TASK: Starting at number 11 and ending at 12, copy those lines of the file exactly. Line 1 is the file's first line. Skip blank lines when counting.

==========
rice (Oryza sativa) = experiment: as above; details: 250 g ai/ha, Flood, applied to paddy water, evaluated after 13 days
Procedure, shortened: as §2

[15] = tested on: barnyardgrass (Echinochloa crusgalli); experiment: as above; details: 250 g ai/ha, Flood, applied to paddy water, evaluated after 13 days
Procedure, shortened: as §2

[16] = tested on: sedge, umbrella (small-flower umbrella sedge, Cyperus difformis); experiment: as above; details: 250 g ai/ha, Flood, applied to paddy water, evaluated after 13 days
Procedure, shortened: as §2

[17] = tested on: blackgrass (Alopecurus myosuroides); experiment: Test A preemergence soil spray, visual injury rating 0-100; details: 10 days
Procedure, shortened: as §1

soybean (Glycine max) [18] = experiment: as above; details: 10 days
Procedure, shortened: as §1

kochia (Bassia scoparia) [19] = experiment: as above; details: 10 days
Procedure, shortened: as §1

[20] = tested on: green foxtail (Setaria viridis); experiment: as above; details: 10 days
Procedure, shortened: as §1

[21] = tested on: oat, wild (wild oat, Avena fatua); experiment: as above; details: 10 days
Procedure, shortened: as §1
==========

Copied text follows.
kochia (Bassia scoparia) [19] = experiment: as above; details: 10 days
Procedure, shortened: as §1